It was pretty chaotic at first, as you would expect. There were blast injuries and a lot of people were traumatised.
'Paramedics and Network Rail staff were helping people and providing first aid. The hundreds of people who were pouring out of the tube were in obvious shock and looked completely confused.
I'm trying not to dwell on the trauma of the events, though: this is our role and I accept that that's what we're there for.'
A woman identified only as Rachel from North London provided the BBC with her account of the disaster on the Picadilly Line train between King's Cross and Russell Square. She was in the first car of the train - where the bomb was detonated, killing about two dozen of her fellow passengers. Rachel boarded the train prior to King's Cross.
I was in the first carriage, behind the driver's carriage, standing by the doors - it was absolutely packed.
Even more people got on at Kings Cross. It felt like the most crowded train ever.
Then, as we left Kings Cross, at about 8.55am, there was an almighty bang. Everything went totally black and clouds of choking smoke filled the Tube carriage and I thought I had been blinded. It was so dark that nobody could see anything.
I thought I was about to die, or was dead. I was choking from the smoke and felt like I was drowning.
Air started to flood in through the smashed glass and the emergency lighting helped us see a bit. We were OK.
A terrible screaming followed the initial silence.
We tried to stop ourselves from panicking by talking to each other and listening to the driver who started talking to us.
There was screaming and groaning but we calmed each other and tried to listen to the driver.
He told us he was going to take the train forward a little so he could get us out, after he had made sure the track wasn't live.
We all passed the message into the darkness behind us, down the train.
After about 20 to 30 minutes we started to leave the train.
We were choking and trying not to panic because we knew that would mean curtains.
We tried to keep each other calm, I remember saying: "If anyone's boss gives them grief for being late, we know what to say to them, eh, girls?"
`Pray they died quickly'
The Telegraph newspaper reported that the fire brigade, ambulance service and the police ``faced horrendous physical, psychological and logistical difficulties'' and that the ``grim nature of the work took its toll.''
The report also said:
Some workers were given counselling because they were unable to cope with the scenes that confronted them.
"It was like the Towering Inferno down there," one experienced rescuer said. "I've seen some shocking things but nothing as bad as this.
"There were people with limbs missing and their organs spilling out. We can only pray that they died quickly.
"The heat was almost unbearable. It was dark and dusty but we are doing everything we can to make sure no clues are lost."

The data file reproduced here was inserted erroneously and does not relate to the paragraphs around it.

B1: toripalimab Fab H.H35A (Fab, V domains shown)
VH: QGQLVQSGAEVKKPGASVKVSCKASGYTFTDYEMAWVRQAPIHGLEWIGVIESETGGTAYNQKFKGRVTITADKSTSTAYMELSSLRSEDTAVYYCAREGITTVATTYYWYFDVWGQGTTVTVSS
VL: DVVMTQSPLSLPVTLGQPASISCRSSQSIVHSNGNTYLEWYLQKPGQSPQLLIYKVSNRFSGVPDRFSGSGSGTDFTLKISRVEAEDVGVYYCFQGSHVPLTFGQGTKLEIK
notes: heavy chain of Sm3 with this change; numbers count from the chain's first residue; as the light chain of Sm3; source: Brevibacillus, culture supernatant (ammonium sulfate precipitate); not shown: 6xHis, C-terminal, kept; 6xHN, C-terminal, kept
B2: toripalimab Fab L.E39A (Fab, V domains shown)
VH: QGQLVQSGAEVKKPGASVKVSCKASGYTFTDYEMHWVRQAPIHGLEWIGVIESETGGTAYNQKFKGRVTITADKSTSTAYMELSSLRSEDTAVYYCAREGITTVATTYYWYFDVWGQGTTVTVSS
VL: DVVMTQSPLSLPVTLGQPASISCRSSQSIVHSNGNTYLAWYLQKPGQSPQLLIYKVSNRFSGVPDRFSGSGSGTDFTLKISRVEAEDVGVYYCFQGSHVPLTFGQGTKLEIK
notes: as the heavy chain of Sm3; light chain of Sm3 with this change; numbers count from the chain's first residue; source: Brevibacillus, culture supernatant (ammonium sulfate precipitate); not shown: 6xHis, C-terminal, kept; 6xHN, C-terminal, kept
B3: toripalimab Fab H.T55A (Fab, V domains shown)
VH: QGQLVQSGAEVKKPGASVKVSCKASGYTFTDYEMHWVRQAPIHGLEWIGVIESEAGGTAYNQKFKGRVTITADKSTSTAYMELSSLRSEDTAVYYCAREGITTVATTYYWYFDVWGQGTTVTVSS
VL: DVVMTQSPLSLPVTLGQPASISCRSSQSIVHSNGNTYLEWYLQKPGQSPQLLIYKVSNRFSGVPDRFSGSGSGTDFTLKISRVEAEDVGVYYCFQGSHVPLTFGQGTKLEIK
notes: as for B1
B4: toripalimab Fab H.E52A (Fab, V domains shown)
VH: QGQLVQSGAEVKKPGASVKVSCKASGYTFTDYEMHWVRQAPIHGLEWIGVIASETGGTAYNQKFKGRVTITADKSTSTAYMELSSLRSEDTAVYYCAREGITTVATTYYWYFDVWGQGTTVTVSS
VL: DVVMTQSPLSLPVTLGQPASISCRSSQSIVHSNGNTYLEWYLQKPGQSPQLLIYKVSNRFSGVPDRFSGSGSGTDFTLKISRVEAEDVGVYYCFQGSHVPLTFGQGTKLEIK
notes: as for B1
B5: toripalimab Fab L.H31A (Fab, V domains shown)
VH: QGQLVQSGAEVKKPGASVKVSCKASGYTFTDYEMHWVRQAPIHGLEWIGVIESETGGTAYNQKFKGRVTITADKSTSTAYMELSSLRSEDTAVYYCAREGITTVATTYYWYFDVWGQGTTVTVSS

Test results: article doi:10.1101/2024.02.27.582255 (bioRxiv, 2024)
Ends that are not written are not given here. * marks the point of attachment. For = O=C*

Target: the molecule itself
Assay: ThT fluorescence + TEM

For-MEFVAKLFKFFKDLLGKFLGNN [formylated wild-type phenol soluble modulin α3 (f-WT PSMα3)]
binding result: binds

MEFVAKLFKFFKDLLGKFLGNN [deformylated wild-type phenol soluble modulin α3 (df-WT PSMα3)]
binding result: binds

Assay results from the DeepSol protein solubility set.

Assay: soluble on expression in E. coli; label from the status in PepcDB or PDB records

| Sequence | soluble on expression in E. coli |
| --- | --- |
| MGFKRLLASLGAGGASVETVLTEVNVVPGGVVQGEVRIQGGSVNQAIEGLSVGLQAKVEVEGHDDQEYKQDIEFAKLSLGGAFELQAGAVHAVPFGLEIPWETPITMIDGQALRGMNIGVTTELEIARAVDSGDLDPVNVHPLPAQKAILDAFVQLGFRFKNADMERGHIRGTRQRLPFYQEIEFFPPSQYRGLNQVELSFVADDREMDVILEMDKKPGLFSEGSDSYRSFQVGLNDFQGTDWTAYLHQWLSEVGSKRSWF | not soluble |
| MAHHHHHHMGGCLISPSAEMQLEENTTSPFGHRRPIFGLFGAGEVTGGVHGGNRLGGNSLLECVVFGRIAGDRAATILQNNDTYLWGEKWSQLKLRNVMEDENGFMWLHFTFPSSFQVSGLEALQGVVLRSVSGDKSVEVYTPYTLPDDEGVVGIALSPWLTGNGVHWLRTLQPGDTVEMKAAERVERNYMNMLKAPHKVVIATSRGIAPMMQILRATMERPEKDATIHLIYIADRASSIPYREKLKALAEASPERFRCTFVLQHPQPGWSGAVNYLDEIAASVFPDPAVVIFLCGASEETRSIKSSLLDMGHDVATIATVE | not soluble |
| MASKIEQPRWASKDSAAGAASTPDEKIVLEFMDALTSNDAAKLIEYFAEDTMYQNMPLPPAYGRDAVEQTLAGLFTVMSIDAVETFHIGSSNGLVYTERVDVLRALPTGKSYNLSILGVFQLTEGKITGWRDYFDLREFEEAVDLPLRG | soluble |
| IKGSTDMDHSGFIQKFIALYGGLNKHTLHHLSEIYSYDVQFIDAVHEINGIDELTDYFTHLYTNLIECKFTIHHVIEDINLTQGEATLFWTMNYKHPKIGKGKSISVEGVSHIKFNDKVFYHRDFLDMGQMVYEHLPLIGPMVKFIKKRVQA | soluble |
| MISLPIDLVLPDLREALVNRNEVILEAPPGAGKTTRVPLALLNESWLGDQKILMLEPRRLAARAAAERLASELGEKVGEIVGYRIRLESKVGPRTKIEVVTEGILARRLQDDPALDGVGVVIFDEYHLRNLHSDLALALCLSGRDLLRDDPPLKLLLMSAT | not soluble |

The rescue effort was also hampered by the presence of rats scurrying over the wreckage and gnawing at the victims' decomposing bodies. "It was pretty disgusting," said one rescuer. "The terrible smell was making us gag."
The tunnel on that stretch of the Piccadilly Line is barely wider than the train, so the workers were unable to go along the side of - or even on top of - the train and instead had to cut through the coaches.
Moorgate - 1975
The recovery effort at Russell Square recalled an underground disaster three decades earlier, when a Northern Line train careened past the Moorgate station and into a dead end tunnel on Feb. 28,1975.
According to veteran London firefighter Neil Wallington's book ``Great Fires of London:"
Forty-two passengers were killed but many more were trapped in the crumpled carriages inside the tunnel. The last live casualty was released after some twelve hours, but the recovery of the bodies took a further five days and nights and involved 1,000 workers firefighters working in short shifts because of the heat and fetid condition deep into the tunnel.
London firefighters wriggled past the real carriages to get the casualties and ``rescue teams were forced to wear breathing apparatus because of deteriorating air quality,'' Wallington wrote.
Gerard Kemp of the Daily Telegraph, the only journalist allowed to visit the site, reported:
"It was a horrible mess of limbs and mangled iron."
"One of the great problems (for the fire brigade) was the intense heat down there. It must have been 120 degrees. It was like opening the door of an oven."
The cause of the Moorgate disaster remains a mystery.
Kings Cross - 1987
Disaster also visited the Kings Cross station on Nov. 18, 1987 when a flash fire engulfed an old wooden escalator serving the Picadilly Line. About 30 people perished in that disaster including a rescuer, Colin Townsley, station officer from the Soho Fire Station in central London.
According to the BBC:
The blaze reportedly began at about 1930 GMT in a machine room under a wooden escalator.
The fire started as the evening rush hour was trailing off but hundreds of commuters were still in the station which is London's busiest.
Many passengers were trapped underground as the escalator went up in flames.
More than 150 firefighters wearing breathing apparatus tackled the blaze and searched for survivors.
But they were not able to bring the main fire under control until approximately 2150 GMT.
Tragedy also visited the London Underground during World War II, when the stations were used as air raid shelters.
At the Trafalgar Square station on Oct. 12, 1940, seven people were killed when a German bomb ``penetrated the surface and exploded at the top of the escalator causing an avalanche of wet earth to descend onto the platforms,'' according to Antony Clayton's book ``Subterranean City - Beneath the streets of London.''
Clayton also wrote:
Much more serious was the incident on 14 October at Balham, where six hundred were sheltering. Following a direct hit on the street above, the roadway collapsed and masses of ballast and earth slid into the tunnel, whilst the flood from the shattered mains carried all before it. From the resulting pile of sludge 68 bodies were eventually recovered.
On 11 January 1941 at Bank station 56 people were killed after a bomb plunged into th station concourse, exploding in the escalator machine room and damaging trains at the platform below.
The greatest loss of life at a wartime tube station occurred at Bethel Green on March 3, 1943, when 173 people suffocated during an alert.